Do you have the right to sue or collect money from anyone? You may lose that right in Chapter 7 Bankruptcy, and even worse, if you are not careful.
Bankruptcy effects your right to sue others. It effects your right to collect money from others if the basis for that claim comes from something that happened before you file the bankruptcy case.
I have heard some people say, “Since I have not sued anyone yet, I don’t own it and I don’t have to list it in my bankruptcy.”
WRONG ANSWER. It is an asset. You do have to list it in your bankruptcy. Failing to do so can lead to disastrous results.
How a Chapter 7 Bankruptcy Can Effect Your Ability to Sue or Collect Money
If you have a right to collect money, whether it is from a loan you made to someone or a right to damages because someone harmed you in any way, that right to collect is called an “asset.” All assets belong to the bankruptcy estate unless it is protected by exemption laws or the Bankruptcy Trustee “abandons” those rights back to you. That means a Bankruptcy Trustee has the right to collect, settle, or sell your right to collect those funds. Then they can use the money to pay your creditors (after they and their attorneys get a “generous” piece of those funds of course.) That is true, whether or not you disclose your right to collect the money.
Can’t I Just Not Tell Them I Can Sue Someone or Collect Money Till After The Chapter 7 Bankruptcy?
Understand that you must disclose every right you have. You have no choice in the matter. Otherwise, you commit perjury. You can have your Bankruptcy discharge denied, (or your discharge revoked later) be fined, or even be sent to prison for lying. That includes lying on your Bankruptcy documents, to a Bankruptcy Trustee at your “Creditor’s Meeting,” or to the Bankruptcy Court. Bottom line, you must disclose every right you have in your bankruptcy.
If you lie, or just “forget” to list it as an asset in your bankruptcy, you no longer own it. It belongs to the bankruptcy estate forever.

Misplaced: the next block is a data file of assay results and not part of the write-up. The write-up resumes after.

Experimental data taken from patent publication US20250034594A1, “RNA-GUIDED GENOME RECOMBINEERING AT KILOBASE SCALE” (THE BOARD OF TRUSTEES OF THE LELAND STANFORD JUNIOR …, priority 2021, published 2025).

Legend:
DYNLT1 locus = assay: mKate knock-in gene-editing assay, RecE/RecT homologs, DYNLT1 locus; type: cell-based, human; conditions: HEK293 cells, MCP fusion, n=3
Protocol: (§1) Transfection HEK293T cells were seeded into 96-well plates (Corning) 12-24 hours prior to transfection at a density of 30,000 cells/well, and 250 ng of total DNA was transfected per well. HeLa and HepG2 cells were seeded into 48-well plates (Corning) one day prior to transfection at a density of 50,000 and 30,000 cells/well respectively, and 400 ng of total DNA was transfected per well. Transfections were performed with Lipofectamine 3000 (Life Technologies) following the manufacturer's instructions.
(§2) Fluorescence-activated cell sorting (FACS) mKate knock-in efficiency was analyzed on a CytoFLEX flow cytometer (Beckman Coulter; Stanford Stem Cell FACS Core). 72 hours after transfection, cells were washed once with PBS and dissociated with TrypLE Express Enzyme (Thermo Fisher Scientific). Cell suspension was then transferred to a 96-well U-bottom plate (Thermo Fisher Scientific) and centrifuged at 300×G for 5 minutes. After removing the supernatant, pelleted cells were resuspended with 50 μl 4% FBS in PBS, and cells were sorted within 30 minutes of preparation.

There are numerous cases where Debtors later filed lawsuits years after their bankruptcy was discharged, only to have their legitimate claims thrown out of Court because they no longer owned the right to sue. It takes less than 5 minutes for an attorney to check to see if you filed a bankruptcy anywhere in the United States or even any U.S. Territory. Defense attorneys have wised up to this. They routinely check on the national “PACER” system to see if the Plaintiff filed a bankruptcy.
Not only can you have your lawsuit kicked out of court, the defense attorney will almost certainly notify the Bankruptcy Trustee and the United States Trustee’s office of this undisclosed asset. The United States Trustee’s office is a part of the Department of Justice. They are the people who enforce Federal laws. They often used “letter” names like FBI, ATF and others whose job is to attest and prosecute people who lie cheat and steal. You really do not want them looking at you for any reason.
Does that mean that you cannot keep the right? That depends on whether you have a protection for that right. That protection is called an “exemption.” Often, for example, a debtor often has the right to keep and protect the right to sue for a personal injury as long as it is disclosed in Bankruptcy. Other times, the right to collect money can be protected under the “wild card” exemption system. A large proportion of states have laws that let you choose, up to a set dollar amount, what you want to protect if the item does not already have a specific exemption.
When it comes to bankruptcy, you must list everything. That includes all your assets, including “intangible” things like rights to sue or collect money.
The bottom line is that when it comes to disclosing assets in bankruptcy, there is no “But” in “All.”
Do yourself a favor and disclose any rights to sue or collect money to your attorney when filing a bankruptcy, the risks are not worth it.